I love stereotypes though as a foreigner, I really ought to hate them. One of the most enduring realities of living in a foreign land is that you will constantly be bathed, scrubbed and wrapped with stereotypes. I suspect that this is especially so if you are African. Some who have watched that crazy film with Eddy Murphy will assume that you are a Zamunda citizen waiting to pull some crazy stunt on them. They will mostly ignore you but if they have a minute to spare, they will look at you with wry amusement laced with unhinged curiosity.
Then there are those random strangers who will ask you what the best shoes for running a marathon are. You will stare at them carefully wondering what the hell they are talking about and then you will remember that Kenyans, Ethiopians, Ugandans and so many of your fellow Africans have been dominating marathons for ages. You will feel your heart expanding and a warm powerful energy embracing your body.
“Blue Adidas shoes!” you will retort despite never ever running a marathon and having completely no idea that there are special shoes for running. This group will make you thank God for stereotypes.
But that is as far as the fun goes.
Most people will assume that you are lacking in some way.
They will tell you about their neighborhood project to feed starving children in Ghana. And about their kids’ school project to raise money for street children in Eritrea. And about their cousin’s visit to a Nigerian village where there was completely no water or electricity. And about their employer’s project to stop young girls being married off in Kenya. And they will round it off with their yearly contribution to an organization fighting HIV transmission in South Africa. At first, you will not mind listening to them. You will secretly wonder if this is what they tell everyone they talk to. If you are like me, you will realize that listening to them crashes your soul and makes your blood boil.
And so you will start explaining yourself.
‘There are a lot of good things in Africa!’ You will say in your small defeated voice.
They will look at you thoughtfully as if absorbing this new revelation.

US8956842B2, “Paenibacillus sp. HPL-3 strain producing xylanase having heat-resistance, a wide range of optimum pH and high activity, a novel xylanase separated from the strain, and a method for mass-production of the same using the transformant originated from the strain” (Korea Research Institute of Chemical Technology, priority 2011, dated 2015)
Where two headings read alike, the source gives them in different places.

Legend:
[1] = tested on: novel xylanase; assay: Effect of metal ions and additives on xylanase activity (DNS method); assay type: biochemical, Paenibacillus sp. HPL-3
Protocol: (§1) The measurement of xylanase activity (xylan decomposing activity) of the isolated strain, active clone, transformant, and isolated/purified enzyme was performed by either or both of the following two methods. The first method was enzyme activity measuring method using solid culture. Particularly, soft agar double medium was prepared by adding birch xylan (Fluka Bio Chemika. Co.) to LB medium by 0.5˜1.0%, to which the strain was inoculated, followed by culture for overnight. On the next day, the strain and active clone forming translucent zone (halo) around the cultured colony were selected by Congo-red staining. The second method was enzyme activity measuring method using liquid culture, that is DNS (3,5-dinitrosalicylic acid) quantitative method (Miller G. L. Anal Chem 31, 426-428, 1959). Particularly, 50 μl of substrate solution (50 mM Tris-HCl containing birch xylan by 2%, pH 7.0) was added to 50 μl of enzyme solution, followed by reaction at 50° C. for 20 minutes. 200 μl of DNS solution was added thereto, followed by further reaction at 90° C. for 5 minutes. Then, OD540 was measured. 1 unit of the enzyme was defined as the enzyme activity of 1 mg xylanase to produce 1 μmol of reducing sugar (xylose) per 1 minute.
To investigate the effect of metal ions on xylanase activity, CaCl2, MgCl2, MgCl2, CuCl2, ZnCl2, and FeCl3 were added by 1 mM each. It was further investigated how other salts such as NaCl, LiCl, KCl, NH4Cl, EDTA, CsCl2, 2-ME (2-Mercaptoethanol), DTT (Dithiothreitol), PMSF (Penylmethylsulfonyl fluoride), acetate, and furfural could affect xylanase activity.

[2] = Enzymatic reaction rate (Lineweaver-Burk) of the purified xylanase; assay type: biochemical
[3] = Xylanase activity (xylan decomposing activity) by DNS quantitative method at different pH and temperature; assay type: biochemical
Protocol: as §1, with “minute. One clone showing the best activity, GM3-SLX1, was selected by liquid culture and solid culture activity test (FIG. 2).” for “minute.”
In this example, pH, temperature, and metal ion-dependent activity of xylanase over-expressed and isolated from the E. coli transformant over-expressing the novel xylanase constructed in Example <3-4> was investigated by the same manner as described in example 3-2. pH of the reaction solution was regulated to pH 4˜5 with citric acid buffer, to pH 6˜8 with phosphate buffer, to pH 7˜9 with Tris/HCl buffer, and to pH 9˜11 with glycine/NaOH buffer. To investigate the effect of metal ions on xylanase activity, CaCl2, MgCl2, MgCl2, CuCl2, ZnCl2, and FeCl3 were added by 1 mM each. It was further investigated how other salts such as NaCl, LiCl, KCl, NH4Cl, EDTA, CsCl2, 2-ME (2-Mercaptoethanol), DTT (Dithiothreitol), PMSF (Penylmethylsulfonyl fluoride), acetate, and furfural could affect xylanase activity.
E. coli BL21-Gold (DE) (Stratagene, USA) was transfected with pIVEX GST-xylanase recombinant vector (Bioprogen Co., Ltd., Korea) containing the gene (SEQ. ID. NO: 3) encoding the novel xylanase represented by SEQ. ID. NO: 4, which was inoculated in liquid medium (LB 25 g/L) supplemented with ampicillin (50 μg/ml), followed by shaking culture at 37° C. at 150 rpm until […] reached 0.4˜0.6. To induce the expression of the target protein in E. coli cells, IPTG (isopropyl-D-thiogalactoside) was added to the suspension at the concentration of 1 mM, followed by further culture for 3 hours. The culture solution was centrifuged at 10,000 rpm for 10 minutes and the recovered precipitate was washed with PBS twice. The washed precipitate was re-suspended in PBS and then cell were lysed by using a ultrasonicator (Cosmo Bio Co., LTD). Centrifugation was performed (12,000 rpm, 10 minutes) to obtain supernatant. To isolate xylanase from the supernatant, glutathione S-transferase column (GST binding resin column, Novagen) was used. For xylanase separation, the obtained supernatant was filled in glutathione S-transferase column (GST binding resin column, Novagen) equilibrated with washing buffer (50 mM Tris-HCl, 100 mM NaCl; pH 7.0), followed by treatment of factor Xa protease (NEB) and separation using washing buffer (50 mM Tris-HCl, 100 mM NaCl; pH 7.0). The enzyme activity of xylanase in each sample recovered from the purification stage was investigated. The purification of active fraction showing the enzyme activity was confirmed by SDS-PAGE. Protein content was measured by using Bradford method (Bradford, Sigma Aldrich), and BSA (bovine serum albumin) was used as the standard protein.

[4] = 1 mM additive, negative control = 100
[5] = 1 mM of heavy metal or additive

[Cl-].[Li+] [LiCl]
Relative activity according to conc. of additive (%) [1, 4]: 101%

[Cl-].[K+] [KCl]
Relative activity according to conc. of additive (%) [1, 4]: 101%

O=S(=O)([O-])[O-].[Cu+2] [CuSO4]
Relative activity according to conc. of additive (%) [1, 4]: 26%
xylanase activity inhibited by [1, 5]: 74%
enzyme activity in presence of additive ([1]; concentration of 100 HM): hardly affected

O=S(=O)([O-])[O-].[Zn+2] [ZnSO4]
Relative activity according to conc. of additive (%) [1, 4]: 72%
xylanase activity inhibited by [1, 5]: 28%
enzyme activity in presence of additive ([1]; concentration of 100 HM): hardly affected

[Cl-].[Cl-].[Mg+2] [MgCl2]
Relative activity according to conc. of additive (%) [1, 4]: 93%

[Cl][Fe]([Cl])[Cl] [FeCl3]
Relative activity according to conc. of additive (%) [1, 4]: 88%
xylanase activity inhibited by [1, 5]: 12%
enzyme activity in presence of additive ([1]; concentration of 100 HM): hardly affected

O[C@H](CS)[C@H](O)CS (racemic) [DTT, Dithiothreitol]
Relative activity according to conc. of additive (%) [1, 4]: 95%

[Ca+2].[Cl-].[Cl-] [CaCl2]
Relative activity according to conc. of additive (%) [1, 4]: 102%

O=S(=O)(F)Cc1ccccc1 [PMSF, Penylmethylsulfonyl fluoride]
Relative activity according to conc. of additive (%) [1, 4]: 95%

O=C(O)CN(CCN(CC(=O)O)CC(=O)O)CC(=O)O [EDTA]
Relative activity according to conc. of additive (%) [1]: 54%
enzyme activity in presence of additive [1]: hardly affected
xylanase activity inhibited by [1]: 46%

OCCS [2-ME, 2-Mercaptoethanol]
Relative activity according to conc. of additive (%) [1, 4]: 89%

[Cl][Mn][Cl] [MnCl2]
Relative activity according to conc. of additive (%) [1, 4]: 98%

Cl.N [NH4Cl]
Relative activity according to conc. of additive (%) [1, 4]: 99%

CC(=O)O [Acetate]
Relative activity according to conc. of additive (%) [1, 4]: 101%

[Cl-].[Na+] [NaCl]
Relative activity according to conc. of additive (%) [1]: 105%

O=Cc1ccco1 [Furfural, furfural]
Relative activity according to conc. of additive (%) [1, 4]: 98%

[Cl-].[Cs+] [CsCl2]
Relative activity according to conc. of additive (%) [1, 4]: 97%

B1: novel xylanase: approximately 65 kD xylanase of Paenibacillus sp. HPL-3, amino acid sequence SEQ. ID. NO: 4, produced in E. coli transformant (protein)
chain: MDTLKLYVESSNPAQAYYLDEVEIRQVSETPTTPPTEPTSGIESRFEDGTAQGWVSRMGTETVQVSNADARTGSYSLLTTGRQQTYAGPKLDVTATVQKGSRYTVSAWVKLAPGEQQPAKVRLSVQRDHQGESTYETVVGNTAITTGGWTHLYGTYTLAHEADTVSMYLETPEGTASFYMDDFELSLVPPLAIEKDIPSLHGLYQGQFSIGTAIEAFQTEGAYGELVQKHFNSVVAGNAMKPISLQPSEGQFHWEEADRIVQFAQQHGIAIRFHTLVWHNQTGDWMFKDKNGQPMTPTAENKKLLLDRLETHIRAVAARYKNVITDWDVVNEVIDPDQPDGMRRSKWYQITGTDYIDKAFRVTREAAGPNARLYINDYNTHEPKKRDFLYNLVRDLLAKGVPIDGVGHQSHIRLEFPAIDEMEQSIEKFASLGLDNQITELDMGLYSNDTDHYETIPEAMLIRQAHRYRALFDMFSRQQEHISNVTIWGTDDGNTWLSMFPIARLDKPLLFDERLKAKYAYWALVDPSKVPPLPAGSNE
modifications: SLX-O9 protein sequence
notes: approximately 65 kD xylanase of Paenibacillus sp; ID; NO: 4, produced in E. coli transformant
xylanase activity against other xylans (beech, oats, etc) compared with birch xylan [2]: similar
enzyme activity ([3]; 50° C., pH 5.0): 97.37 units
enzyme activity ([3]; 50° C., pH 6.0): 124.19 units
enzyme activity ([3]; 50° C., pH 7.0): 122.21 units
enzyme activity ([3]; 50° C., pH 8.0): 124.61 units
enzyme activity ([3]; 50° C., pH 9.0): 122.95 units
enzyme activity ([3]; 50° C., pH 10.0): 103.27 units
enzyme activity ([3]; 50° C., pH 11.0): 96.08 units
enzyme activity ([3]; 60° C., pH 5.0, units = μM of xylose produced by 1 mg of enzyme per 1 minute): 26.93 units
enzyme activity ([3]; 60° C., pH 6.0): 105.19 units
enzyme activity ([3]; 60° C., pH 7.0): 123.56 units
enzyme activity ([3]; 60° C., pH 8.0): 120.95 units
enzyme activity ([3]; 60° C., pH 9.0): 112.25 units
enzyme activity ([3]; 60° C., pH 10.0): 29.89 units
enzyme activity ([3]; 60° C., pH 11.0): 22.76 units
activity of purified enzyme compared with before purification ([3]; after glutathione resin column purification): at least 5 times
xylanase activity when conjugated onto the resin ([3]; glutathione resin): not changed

You can’t ignore this group because they constitute the majority.
They will drive you up the wall but you will never miss the kindness in their eyes or the sincerity in their voices.
So how do you deal with this lot?
The most effective tactic against stereotypes
The only thing that works is to do unto to them what they do to unto you. Compile your own databank of stereotypes and they will save you a lot of grief not to mention give you lots to laugh about. I have found out that stereotypes lose their edge when you have a bagful of your own. If you live in Germany, you could always innocently ask your German friends what they think of their fellow Germans. You will be surprised how much you will find out.
And so instead of pointing out to Germans that they don't need to speak slowly and loudly because I'm neither deaf nor dumb, I just smile and nod and try to figure out what part of Germany they come from. Almost always, I know some stereotype about that part of Germany or the people who live there. If they are from Bavaria, they are likely loud and brash. If they are from Swabia, the region around Stuttgart, they likely wouldn't spend a coin to save their lives. If they are from the North, Hamburg et al, they probably wouldn’t recognize a joke if it hit them.
In the beginning it will feel strange, unfair and a tad too stupid to walk around pretending that you know a whole group of people based on some random hearsay but with time you will notice that life becomes much easier. You will no longer waste time trying to understand why the couple in the train was talking and laughing so loudly. You will just assume that they are from Bavaria and people from there are loud and wild.
You will no longer wonder why your local Burgeramt (citizen services) office only opens a few hours of the week. You will just conclude that those who work there are Beamte (civil servants) who would rather relax than work.
You will increasingly have a sense that you know your way around and the people you meet. You might even start feeling smart. You will also find to your utter delight that there are gazillions of stereotypes in all possible directions:
- People who read Bild-Zeitung or watch RTL TV are not likely to win an academic Nobel Prize
- People who read “Der Spiegel” are likely aspiring smarty-pants.
- People who love Schlager music are not cool. Not at all.
- People who speak high or standard German are snobby and stuck up.
The last one will confuse you a bit because you will realize that all your German friends fall in this category.
In a weird way however, a lot of things will begin to make sense. You will suddenly have a way to explain the things you don’t understand. You will find yourself gnashing your teeth less and chuckling through your days. And most importantly, you will no longer feel mad when someone unleashes their stereotypes on you because you will know that you can give them a dose of their own medicine.